By Ethan James Young
Have you ever listened to or watched an artist perform and thought that they were bigger than they actually were? Where they and everyone else on stage were just oozing talent, commanding the room to dance and feel empowered? For me, that person is Nicole McMahan.
The first time I saw her play live was one of those concerts I will always remember. Before she got on stage at The Boardwalk, I felt inspired by each of her various openers doing amazing things with the music they were performing. When it was finally her turn, Nicole McMahan ended the night with me disappointed that her set couldn’t have been just one song longer. While she may still have more opportunities to grow as an artist, Nicole McMahan has still made a decent splash with her music the last couple of years.
“I honestly can’t imagine writing songs and never releasing them,” Nicole McMahan said regarding finally releasing new music. “That sounds like purgatory.”
But for a while, Nicole McMahan was in her own self-inflicted purgatory. Like most people, Nicole McMahan was blindly confident and open in ways that could best be described as harmful boundary-less-ness during her high school years. The blissful ignorance of being a teenager. As McMahan put it, “I’ve spent too much of my life trying to please people and institutions that were incapable of fully accepting me in what I feel is my true essence.” Through her years going to university and simply being an adult, she began to grow to understand that confidence isn’t necessarily putting your heart on your sleeve. Even being quiet can be a sign of confidence.
Nicole McMahan’s musical journey followed a similar path. Originally, Nicole McMahan wrote mostly in the acoustic folk style, a very heartfelt, vulnerable genre, and performed musical theater – a genre that, by its nature, tells it all. Once she broke her elbow and was forced to write and produce in a different way, Nicole’s musicality grew.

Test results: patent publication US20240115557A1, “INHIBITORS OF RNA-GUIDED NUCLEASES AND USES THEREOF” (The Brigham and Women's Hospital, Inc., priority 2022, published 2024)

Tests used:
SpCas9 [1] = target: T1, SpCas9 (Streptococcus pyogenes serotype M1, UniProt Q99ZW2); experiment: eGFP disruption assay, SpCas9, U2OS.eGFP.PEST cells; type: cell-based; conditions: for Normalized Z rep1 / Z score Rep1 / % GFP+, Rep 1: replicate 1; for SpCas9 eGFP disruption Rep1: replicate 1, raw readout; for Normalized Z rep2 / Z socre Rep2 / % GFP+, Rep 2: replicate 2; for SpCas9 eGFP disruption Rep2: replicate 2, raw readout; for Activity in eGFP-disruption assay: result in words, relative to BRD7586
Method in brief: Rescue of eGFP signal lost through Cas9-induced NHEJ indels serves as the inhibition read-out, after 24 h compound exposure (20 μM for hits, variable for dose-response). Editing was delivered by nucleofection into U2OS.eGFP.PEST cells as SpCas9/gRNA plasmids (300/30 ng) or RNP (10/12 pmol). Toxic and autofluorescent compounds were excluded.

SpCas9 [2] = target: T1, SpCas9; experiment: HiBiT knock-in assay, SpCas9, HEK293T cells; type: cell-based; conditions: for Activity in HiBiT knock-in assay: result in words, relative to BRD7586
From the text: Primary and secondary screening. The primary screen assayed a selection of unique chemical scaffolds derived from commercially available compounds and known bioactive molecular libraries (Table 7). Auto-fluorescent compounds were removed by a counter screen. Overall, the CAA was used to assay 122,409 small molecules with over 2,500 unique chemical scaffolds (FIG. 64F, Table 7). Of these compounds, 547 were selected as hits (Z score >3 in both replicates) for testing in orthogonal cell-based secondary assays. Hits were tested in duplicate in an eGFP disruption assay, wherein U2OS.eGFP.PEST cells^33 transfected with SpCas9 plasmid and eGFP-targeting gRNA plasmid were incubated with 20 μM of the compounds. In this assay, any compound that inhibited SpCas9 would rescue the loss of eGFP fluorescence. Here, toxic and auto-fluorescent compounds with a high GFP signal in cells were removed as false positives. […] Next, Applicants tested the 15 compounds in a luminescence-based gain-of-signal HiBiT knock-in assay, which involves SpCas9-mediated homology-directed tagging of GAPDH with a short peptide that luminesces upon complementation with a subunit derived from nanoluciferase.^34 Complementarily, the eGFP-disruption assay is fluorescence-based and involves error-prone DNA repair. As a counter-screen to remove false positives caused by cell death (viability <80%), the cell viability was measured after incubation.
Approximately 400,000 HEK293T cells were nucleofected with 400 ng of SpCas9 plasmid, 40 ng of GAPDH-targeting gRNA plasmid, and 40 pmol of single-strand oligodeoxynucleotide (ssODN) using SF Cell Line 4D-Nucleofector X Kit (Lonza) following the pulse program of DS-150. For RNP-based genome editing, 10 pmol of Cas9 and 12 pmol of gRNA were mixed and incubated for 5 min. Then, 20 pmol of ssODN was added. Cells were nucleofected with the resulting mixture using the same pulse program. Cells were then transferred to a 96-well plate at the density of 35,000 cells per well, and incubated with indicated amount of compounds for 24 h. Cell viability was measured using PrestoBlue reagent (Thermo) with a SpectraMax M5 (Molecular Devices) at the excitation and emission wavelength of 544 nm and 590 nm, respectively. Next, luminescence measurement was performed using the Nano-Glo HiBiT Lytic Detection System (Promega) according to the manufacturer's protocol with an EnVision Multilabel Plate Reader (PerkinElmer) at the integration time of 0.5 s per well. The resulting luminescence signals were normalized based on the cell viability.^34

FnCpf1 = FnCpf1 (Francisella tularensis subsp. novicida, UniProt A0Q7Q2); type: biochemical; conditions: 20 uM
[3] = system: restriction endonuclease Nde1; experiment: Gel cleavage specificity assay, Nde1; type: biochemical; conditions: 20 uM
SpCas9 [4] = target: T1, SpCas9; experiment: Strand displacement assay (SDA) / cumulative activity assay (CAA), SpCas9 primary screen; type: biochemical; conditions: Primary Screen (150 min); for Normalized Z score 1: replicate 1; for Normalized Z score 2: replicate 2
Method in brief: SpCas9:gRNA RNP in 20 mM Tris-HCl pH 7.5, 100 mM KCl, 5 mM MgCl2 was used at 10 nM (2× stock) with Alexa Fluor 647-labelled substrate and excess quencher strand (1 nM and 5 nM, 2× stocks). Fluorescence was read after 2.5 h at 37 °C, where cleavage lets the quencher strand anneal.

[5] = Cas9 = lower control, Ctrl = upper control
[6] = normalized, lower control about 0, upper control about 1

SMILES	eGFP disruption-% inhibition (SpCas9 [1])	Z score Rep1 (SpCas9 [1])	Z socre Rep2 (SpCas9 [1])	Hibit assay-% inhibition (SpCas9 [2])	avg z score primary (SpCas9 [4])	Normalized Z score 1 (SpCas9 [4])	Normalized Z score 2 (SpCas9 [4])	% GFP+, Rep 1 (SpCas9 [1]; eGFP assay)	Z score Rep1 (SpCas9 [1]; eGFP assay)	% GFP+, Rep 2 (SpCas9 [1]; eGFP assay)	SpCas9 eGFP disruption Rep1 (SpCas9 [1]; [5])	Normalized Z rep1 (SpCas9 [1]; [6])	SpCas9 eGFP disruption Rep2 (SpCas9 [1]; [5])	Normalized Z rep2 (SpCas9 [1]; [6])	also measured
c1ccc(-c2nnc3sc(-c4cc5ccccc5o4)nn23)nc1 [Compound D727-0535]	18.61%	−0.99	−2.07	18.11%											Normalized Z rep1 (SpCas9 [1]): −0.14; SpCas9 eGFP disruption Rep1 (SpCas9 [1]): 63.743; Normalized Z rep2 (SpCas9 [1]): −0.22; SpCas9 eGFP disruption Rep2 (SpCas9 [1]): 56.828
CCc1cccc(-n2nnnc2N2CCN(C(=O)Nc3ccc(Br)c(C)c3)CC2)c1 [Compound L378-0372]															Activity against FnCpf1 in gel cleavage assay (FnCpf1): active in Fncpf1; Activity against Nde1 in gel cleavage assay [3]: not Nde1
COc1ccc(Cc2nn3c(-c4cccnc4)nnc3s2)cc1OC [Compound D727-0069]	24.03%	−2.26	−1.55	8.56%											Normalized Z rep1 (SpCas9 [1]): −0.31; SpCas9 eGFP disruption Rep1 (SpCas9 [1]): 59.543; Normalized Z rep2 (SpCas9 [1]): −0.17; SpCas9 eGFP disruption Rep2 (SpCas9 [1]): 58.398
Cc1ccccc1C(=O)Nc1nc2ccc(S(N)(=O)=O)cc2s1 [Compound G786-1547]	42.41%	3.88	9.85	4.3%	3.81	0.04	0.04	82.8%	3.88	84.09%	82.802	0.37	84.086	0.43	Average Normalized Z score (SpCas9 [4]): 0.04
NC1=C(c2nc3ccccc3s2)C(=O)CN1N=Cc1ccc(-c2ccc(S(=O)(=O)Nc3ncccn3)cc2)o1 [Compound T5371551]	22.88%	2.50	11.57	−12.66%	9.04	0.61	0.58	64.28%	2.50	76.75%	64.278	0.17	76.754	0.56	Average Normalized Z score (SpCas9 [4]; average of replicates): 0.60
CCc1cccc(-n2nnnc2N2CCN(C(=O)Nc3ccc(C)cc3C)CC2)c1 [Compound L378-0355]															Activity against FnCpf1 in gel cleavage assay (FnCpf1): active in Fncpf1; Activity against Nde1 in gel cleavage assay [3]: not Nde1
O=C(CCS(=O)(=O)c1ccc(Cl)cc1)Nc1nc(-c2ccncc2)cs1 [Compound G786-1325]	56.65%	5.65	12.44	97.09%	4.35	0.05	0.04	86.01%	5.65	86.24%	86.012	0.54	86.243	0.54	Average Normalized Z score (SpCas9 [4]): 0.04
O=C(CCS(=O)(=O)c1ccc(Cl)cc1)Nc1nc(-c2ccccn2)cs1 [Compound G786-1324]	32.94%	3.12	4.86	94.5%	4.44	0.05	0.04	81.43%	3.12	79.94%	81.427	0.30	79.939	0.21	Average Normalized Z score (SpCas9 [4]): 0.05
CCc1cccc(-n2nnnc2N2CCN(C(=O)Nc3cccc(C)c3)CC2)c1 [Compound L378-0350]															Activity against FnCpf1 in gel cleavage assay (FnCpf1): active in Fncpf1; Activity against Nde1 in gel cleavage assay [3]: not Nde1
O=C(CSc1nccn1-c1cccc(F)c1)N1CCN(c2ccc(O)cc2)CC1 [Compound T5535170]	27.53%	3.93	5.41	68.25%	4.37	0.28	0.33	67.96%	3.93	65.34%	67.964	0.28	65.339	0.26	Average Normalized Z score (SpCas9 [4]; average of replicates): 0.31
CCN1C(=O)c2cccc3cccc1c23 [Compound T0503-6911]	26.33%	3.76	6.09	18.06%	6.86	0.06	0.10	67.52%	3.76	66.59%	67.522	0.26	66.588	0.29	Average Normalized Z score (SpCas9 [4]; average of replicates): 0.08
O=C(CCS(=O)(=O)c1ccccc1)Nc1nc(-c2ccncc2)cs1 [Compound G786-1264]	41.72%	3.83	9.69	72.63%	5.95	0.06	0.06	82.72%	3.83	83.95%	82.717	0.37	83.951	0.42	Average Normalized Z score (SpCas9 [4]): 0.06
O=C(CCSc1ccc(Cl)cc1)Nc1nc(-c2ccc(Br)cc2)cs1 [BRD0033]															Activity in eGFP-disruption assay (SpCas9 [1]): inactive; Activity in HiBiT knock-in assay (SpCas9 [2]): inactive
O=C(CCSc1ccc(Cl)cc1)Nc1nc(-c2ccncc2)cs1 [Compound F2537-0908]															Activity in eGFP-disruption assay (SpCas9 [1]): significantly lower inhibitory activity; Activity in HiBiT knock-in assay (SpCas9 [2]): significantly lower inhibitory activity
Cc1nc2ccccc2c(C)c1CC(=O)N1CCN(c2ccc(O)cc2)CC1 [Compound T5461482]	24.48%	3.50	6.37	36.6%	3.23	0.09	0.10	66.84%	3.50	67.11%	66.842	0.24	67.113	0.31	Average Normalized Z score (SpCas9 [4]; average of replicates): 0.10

Nicole McMahan found her cup of “cozy hug Chai Tea” in 80s inspired RnB Pop with the help of her husband, Gavin McMahan.
“I think funk and RnB have such a wide variety of sounds, feels, and colors that it makes being an artist in those genres really exciting,” she says. And what a genre she has curated: with such a wide variety of sound and approaches to RnB, the colorful sound of her music seems to say that nobody is just one thing.
The messages that Nicole McMahan has to share go beyond the music. With so much personal growth and a background of storytelling in her music, Nicole McMahan’s songwriting approach reflects that. Nicole McMahan takes a lyrics-first approach, allowing a greater focus on the words and thus the message of the song before adding the vibrant colors of the production and arrangement.
“Cup of Tea,” her latest single, is a perfect reflection of Nicole McMahan and her music. The lyrical message is that if you are going to please anyone, you might as well please yourself. With a bright, empowering arrangement where even the cliché-yet-confident 90s styled orchestra hits sound cool as cucumbers, Nicole McMahan seems to have figured out her artistry. I can see her making big, confident strides in the wider music industry.
“I hope that my music cultivates a feeling of confidence and self compassion,” she says. “Being a woman, I am very concerned with feminine empowerment and hope that my women listeners get a boost and feeling of solidarity from my music. I hope that when people listen to it they can feel like they can take up space, speak their mind, and live more authentically to themselves.”
Nicole McMahan is working hard in the studio making her next hits. Hopefully, with the songs of Nicole McMahan, RnB Pop can find its confident place in the Utah music scene and, more importantly, your music rotation.
Make sure to follow Nicole McMahan on Instagram. You can listen to “Cup of Tea” below!